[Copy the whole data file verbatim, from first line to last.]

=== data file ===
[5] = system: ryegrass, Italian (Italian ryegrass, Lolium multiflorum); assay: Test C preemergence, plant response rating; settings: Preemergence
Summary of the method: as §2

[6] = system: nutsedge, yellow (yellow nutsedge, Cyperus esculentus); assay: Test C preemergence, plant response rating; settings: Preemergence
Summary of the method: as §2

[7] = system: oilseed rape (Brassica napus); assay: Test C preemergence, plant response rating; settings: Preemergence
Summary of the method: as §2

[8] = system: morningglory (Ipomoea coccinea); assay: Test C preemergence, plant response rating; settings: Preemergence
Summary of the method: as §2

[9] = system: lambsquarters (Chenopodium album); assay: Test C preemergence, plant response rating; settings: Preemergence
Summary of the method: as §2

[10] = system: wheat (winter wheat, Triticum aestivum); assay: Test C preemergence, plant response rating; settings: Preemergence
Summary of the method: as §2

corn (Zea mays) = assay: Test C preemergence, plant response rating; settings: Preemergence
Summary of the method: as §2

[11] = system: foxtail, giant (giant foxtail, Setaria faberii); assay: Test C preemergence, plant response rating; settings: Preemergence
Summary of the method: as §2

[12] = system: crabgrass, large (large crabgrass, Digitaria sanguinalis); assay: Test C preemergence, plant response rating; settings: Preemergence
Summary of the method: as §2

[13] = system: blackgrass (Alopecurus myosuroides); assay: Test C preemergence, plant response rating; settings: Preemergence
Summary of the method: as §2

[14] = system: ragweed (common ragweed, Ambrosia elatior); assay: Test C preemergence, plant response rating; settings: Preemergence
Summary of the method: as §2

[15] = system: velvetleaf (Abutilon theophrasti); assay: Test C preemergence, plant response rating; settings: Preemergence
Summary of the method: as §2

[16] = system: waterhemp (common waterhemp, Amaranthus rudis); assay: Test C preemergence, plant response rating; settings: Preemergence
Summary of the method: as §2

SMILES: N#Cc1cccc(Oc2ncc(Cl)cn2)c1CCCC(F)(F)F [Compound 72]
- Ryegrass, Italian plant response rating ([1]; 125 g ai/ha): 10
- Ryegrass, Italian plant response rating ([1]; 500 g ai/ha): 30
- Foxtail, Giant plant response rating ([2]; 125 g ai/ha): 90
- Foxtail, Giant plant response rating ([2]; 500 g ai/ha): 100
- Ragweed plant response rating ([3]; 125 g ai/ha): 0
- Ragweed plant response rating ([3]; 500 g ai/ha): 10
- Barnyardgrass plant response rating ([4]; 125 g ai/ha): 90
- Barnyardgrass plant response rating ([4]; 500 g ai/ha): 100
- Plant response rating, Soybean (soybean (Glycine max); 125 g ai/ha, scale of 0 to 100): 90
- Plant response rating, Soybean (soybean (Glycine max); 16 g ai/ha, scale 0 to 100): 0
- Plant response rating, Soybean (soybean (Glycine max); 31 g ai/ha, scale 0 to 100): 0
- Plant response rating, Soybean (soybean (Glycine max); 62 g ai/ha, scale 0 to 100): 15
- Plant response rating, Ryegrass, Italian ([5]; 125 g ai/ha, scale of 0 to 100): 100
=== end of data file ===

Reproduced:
[5] = system: ryegrass, Italian (Italian ryegrass, Lolium multiflorum); assay: Test C preemergence, plant response rating; settings: Preemergence
Summary of the method: as §2

[6] = system: nutsedge, yellow (yellow nutsedge, Cyperus esculentus); assay: Test C preemergence, plant response rating; settings: Preemergence
Summary of the method: as §2

[7] = system: oilseed rape (Brassica napus); assay: Test C preemergence, plant response rating; settings: Preemergence
Summary of the method: as §2

[8] = system: morningglory (Ipomoea coccinea); assay: Test C preemergence, plant response rating; settings: Preemergence
Summary of the method: as §2

[9] = system: lambsquarters (Chenopodium album); assay: Test C preemergence, plant response rating; settings: Preemergence
Summary of the method: as §2

[10] = system: wheat (winter wheat, Triticum aestivum); assay: Test C preemergence, plant response rating; settings: Preemergence
Summary of the method: as §2

corn (Zea mays) = assay: Test C preemergence, plant response rating; settings: Preemergence
Summary of the method: as §2

[11] = system: foxtail, giant (giant foxtail, Setaria faberii); assay: Test C preemergence, plant response rating; settings: Preemergence
Summary of the method: as §2

[12] = system: crabgrass, large (large crabgrass, Digitaria sanguinalis); assay: Test C preemergence, plant response rating; settings: Preemergence
Summary of the method: as §2

[13] = system: blackgrass (Alopecurus myosuroides); assay: Test C preemergence, plant response rating; settings: Preemergence
Summary of the method: as §2

[14] = system: ragweed (common ragweed, Ambrosia elatior); assay: Test C preemergence, plant response rating; settings: Preemergence
Summary of the method: as §2

[15] = system: velvetleaf (Abutilon theophrasti); assay: Test C preemergence, plant response rating; settings: Preemergence
Summary of the method: as §2

[16] = system: waterhemp (common waterhemp, Amaranthus rudis); assay: Test C preemergence, plant response rating; settings: Preemergence
Summary of the method: as §2

SMILES: N#Cc1cccc(Oc2ncc(Cl)cn2)c1CCCC(F)(F)F [Compound 72]
- Ryegrass, Italian plant response rating ([1]; 125 g ai/ha): 10
- Ryegrass, Italian plant response rating ([1]; 500 g ai/ha): 30
- Foxtail, Giant plant response rating ([2]; 125 g ai/ha): 90
- Foxtail, Giant plant response rating ([2]; 500 g ai/ha): 100
- Ragweed plant response rating ([3]; 125 g ai/ha): 0
- Ragweed plant response rating ([3]; 500 g ai/ha): 10
- Barnyardgrass plant response rating ([4]; 125 g ai/ha): 90
- Barnyardgrass plant response rating ([4]; 500 g ai/ha): 100
- Plant response rating, Soybean (soybean (Glycine max); 125 g ai/ha, scale of 0 to 100): 90
- Plant response rating, Soybean (soybean (Glycine max); 16 g ai/ha, scale 0 to 100): 0
- Plant response rating, Soybean (soybean (Glycine max); 31 g ai/ha, scale 0 to 100): 0
- Plant response rating, Soybean (soybean (Glycine max); 62 g ai/ha, scale 0 to 100): 15
- Plant response rating, Ryegrass, Italian ([5]; 125 g ai/ha, scale of 0 to 100): 100